Wednesday January 24th 2018

“Other Desert Cities”

other-desert-cities-7529Secrets! Every family has them! In Jon Robin Baitz’s “Other Desert Cities” it is not ordinary secrets or “skeletons in the closet” that are what we are presented, but in fact some very strong mysteries that the Wyeth family has lived with for many years. This taut little drama, now on the very intimate stage of Citadel Theatre in Lake Forest, is one that will grab you and tug at your heartstrings. Smoothly directed by Mark Lococo, on a wonderful set (Eric Luchen has outdone himself with this very realistic living space), we meet a family that has gathered together for the Christmas Holiday. We are in the Palm Springs home of Lyman and Polly Wyeth, sort of retired actors. Home for the holidays are son, Trip (ably played by Andrew Wieland) and daughter Brooke (a dynamic performance by Whitney Morse).

As the play begins, we meet this family as they have just completed playing some tennis and are preparing to Lyman and Brookgo out for breakfast. They are talking about the holidays and seem to be a very happy and normal family. Lyman (deftly handled by Geoff Isaac) was an actor who became an ambassador. His wife, Polly (Ellen Phelps) was also in the business along with her sister Silda (solidly played by Judy Lea Steele), who is now residing with them after coming off rehab for an alcohol problem. The kids, Brooke, an author and Trip , a television show producer, seem to be normal in every way. In fact, this family appears to be an average family, one that might just be your next door neighbor.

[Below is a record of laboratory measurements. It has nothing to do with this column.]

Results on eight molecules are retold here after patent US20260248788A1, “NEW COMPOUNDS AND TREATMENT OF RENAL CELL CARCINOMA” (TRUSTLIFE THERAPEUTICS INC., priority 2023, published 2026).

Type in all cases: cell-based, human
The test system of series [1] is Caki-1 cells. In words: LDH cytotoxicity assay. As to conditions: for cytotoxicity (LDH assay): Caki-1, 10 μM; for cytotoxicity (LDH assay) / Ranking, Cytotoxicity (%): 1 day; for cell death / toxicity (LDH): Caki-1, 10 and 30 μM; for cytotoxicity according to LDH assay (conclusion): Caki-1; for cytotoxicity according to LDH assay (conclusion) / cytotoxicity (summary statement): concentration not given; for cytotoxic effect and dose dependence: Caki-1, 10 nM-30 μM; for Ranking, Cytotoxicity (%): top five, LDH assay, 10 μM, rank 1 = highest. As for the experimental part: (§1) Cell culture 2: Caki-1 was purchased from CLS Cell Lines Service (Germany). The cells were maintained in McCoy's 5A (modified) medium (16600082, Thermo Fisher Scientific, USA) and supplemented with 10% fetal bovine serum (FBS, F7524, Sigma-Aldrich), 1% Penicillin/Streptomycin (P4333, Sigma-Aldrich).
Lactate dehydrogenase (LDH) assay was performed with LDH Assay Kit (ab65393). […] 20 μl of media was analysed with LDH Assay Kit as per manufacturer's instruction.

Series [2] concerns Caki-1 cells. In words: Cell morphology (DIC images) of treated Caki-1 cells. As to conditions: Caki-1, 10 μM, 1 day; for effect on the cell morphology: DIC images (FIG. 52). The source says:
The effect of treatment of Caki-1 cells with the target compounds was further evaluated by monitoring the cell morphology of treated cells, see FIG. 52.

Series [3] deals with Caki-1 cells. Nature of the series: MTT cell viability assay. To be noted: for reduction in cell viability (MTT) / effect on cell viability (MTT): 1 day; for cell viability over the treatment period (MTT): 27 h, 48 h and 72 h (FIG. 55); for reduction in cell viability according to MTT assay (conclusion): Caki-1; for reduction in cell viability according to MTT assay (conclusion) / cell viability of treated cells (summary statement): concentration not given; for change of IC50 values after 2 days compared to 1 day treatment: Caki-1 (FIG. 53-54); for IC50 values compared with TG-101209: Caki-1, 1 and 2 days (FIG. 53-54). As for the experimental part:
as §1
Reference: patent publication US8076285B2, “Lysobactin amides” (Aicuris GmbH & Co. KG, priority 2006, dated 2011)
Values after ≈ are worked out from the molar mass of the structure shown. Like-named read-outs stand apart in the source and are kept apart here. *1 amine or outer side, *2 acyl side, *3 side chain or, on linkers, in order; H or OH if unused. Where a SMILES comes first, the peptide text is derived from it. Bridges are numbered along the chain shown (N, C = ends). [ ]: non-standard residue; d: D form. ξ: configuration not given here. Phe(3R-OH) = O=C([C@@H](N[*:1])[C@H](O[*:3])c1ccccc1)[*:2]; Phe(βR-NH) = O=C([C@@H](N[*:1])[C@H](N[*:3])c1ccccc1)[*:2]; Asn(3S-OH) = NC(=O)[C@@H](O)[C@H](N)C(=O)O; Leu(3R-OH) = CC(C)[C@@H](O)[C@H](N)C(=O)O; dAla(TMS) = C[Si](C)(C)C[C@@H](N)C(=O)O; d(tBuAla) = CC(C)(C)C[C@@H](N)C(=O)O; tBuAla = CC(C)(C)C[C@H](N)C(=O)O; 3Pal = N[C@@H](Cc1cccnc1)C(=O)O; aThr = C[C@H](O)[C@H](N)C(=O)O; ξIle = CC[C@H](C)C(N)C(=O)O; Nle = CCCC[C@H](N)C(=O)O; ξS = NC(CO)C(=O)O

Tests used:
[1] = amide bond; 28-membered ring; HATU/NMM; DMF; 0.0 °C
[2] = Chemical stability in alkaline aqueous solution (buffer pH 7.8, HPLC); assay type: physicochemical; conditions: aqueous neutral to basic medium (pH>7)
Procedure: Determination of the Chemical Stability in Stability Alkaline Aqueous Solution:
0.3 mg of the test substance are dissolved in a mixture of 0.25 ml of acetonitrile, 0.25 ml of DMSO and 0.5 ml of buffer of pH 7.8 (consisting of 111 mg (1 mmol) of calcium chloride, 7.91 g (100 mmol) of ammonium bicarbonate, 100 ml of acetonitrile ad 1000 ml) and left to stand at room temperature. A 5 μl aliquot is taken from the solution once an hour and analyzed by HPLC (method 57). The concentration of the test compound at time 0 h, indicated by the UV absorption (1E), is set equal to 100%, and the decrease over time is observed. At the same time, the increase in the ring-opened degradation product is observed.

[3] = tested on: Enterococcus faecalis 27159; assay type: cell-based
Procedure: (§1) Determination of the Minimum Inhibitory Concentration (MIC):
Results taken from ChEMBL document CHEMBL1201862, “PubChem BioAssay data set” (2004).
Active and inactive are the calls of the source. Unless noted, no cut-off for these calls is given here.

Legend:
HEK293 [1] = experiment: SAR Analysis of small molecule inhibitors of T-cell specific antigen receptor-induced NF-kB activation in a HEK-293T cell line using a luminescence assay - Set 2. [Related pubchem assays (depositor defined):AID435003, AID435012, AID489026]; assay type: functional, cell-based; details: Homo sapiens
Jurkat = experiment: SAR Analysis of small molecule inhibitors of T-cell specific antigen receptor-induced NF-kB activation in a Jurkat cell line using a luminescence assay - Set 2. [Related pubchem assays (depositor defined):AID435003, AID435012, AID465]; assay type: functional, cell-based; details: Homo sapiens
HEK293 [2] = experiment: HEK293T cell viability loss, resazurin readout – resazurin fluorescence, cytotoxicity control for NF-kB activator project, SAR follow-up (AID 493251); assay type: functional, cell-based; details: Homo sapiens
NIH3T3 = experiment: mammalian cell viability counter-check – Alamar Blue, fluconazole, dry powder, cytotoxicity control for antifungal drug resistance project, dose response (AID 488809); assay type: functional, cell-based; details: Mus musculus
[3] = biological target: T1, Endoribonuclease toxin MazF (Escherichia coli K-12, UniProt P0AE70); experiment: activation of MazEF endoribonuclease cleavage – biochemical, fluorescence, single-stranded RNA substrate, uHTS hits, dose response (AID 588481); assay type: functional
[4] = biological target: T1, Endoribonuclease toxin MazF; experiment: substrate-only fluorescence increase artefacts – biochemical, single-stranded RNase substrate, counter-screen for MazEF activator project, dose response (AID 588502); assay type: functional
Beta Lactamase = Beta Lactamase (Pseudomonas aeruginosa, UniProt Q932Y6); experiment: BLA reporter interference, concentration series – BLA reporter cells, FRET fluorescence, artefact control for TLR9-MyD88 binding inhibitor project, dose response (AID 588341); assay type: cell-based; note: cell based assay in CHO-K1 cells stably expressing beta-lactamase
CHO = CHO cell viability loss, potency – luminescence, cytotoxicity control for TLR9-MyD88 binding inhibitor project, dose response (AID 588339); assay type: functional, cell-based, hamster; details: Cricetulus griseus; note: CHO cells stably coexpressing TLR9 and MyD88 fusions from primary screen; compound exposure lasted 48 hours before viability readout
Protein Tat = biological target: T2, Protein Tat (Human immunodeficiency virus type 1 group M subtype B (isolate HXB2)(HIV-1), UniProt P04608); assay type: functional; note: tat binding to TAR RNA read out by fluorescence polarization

We soon learn that there is more to the story, and in fact, Brooke and Trip had a sibling, a brother ,Henry. A great deal of the mystery that is contained in this story is in fact relative to the brother and what changed all their lives on that fateful day, many years past. Not wanting to be a spoiler, I will not divulge any of the tense mystery that earned Baitz a Pulitzer. I will tell you that this production is certainly worth the trip to Lake Forest. This small theater allows us to feel as if we are in the room and could easily reach out and touch this family, one who needs to find honesty between themselves. There are clues written into this story and one needs to pay close attention to see where they lead.

This is two hours and fifteen minutes of drama with some comic touches (of particular note , Ms Steele’s Silda) and a story line that will not allow you to drift off. You will find yourself engrossed in the action from start to finish and after it all comes out, you will feel better about your own life. This is a well acted, well staged production and shows why a company such as Citadel attracts audiences. Even on the coldest night of the year there was a sizeable audience who enjoyed a solid production.

Polly and Brook having words

“Other Desert Cities” (the name is derived from a highway sign East of LA pointing to “Other Desert Cities”, a remark that Brooke makes about wondering what would happen if they took that fork instead of the one they did), will continue through March 15th with performances as follows:Brook & Trip with Polly

Thursdays  8 p.m.

Fridays   8 p.m.

Saturdays  8 p.m.

Sundays   3 p.m.

Wednesday mornings  2/25 and 3/4 at 11 a.m.

Tickets range from $35-$37.50 and are available by calling 847-735-8554 or online at

The theater is located at 300 S. Waukegan Road in Lake Forest with plenty of free parking. The building is south of Route 60 and North of Route 22/Half Day Road on the West side of the road.

To see what others are saying, visit, go to Review Round-up and click at “Other Desert Cities”

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